Arhoolie Records’ Chris Strachwitz Left His Mark on Hawaiian Music, Too


When Arhoolie Records founder Chris Strachwitz died at the age of 92 on May 5, 2023, the roots music world lost one of its most passionate and important champions. Strachwitz is best-known for the hundreds of no-frills recordings he made beginning in 1960 with blues artists such as Mance Lipscomb, Big Joe Williams, Lowell Fulson, Mississippi Fred McDowell, Booker “Bukka” White, Big Mama Thornton, and Charlie Musselwhite; Cajun and zydeco artists like Clifton Chenier, Marc Savoy, and Michael Doucet & BeauSoleil; Norteño and Tejano artists including Lydia Mendoza, Flaco Jiménez, and Los Pingüinos del Norte; as well numerous folk, country, gospel, klezmer, and other styles. At the same time, Arhoolie and FolkLyric Records (which Strachwitz acquired from pioneering Louisiana recordist Dr. Harry Oster in 1970) released a steady stream of historical compilations of old 78s dating back to the 1920s and reissues of out-of-print albums of all the styles mentioned above, plus Greek, Calypso, old-time fiddle music, field hollers, and… vintage Hawaiian music!

FolkLyric put out three significant Hawaiian collections culled from 78s: the multi-artist anthology Hawaiian Steel Guitar 1920s–1950s (1976); a disc from the greatest Hawaiian vocal group of the ’20s and ’30s, Kalama’s Quartette: Early Hawaiian Classics (1978; later released with additional tracks); and the epic 1993 CD Hawaiian Steel Guitar Classics, which contained nearly all of the tracks from the ’76 LP anthology plus a dozen more. And while the instrumental focus on all these albums was acoustic steel guitar—played by such notable virtuosos as Roy Smeck, Sol K. Bright, Bennie Nawahi, Jim & Bob, Sam Ku West, and Kalama’s Mike Hanapi—many of the tunes include ukulele (mostly sopranos) for strummed support. William Kalama led his Quartet with an ukulele, but unearthing the names of other uke players on the anthologies is a daunting challenge—group credits for obscure recording sessions in that era are extremely hard to come by. For instance, we know that it is Jerry Kelly who played banjo uke alongside his steel guitarist brother Ramon in Master’s Hawaiians; that George Kainapau wielded the ukulele in Sol Hoopii’s Novelty Trio; and that Rose Kaohu, wife of Tau Moe, played ukulele in Madame Riviere’s Hawaiians. In fact, we can see from old photos that female ukulele players were common in large Hawaiian music troupes in the 1910s and ’20s, sometimes doubling as hula dancers, but their names are mostly unknown.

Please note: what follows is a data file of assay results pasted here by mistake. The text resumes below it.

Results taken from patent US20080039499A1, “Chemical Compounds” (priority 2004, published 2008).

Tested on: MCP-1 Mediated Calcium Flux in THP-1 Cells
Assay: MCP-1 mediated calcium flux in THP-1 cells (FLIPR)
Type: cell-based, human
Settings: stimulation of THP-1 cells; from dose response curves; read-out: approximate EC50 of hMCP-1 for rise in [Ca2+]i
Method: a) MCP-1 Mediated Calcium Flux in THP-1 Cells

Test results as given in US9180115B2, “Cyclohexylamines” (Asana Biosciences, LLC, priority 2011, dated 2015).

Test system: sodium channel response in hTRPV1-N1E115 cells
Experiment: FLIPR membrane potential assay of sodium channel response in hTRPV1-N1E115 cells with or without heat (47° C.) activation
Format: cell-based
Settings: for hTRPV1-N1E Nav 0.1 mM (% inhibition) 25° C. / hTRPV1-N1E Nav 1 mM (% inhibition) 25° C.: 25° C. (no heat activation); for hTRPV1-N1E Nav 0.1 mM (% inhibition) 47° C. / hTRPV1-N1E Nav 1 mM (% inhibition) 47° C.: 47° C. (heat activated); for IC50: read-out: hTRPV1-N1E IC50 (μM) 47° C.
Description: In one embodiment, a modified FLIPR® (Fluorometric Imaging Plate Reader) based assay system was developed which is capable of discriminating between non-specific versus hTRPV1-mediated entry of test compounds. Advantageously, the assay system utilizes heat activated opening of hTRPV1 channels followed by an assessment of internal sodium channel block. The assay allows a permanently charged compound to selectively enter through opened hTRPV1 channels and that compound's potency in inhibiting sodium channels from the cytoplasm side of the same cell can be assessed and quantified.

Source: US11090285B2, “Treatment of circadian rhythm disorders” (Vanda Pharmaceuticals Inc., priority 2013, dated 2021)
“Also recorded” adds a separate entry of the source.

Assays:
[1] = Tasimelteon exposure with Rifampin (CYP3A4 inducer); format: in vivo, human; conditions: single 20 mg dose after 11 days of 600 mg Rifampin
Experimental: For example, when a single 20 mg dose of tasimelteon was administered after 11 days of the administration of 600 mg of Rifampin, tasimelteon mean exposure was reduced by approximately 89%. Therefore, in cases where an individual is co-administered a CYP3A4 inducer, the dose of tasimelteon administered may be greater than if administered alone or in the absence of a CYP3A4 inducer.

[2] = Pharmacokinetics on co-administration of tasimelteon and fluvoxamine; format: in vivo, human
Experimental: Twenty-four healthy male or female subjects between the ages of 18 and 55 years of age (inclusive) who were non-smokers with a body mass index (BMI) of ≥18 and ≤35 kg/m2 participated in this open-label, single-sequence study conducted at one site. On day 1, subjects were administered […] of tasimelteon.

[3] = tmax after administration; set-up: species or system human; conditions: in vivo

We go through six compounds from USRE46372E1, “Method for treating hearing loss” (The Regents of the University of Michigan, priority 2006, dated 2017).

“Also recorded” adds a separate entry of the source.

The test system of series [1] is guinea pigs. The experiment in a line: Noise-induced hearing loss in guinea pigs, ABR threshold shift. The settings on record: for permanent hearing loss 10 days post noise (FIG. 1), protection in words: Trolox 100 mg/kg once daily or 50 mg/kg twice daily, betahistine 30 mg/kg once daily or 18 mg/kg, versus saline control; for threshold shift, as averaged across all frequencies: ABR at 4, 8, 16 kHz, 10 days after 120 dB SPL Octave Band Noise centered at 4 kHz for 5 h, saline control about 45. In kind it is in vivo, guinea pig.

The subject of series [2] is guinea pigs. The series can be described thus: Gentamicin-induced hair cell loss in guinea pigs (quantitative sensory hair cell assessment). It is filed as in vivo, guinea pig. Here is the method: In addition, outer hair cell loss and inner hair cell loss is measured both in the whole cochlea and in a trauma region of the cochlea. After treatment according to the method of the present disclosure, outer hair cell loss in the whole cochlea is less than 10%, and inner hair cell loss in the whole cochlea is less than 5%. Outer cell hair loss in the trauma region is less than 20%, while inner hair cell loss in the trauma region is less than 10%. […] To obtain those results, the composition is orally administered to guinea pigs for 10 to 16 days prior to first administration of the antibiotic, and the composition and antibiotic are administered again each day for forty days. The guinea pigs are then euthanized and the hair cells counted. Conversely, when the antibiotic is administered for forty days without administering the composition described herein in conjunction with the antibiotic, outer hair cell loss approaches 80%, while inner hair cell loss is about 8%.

Strachwitz came to love Hawaiian music thanks to the influence of a circle of record collectors he was part of in the San Francisco Bay Area, including members of R. Crumb’s Cheap Suit Serenaders acoustic band, who made three albums of vintage songs in the ’70s for Blue Goose Records—two included old Hawaiian tunes, with Allan Dodge playing uke on one record, Bob Brozman the other. Strachwitz tapped Brozman (1954–2013) to compile the tracks and write the liner notes for the Kalama and Hawaiian Steel Guitar Classics CD collections.

“I believe Chris was somewhat influenced by [the Serenaders’] general enthusiasm for Hawaiian recordings from the late 1920s, since we all as a group collected, researched, and even performed music from that period,” recalls original CSS member Robert Armstrong (who has played with Crumb and Allan Dodge as recently as June 2023). “When Chris issued his Hawaiian Steel Guitar Classics LP, it was the beginning of an appreciation for this overlooked music that came out around the same time as a collection by Rounder Records and one I worked on for Yazoo. 

“As for the Kalama’s Quartet compilation, Chris pooled the best copies of these original recordings from Brozman’s collection and others from the Cheap Suit archives. [CSS member] Terry Zwigoff was the first to find the classic photo of Kalama’s group in an old OKeh record supplement publication, which was then used for the cover photo for the LP.” U 

To learn more about Strachwitz and his remarkable life story, go to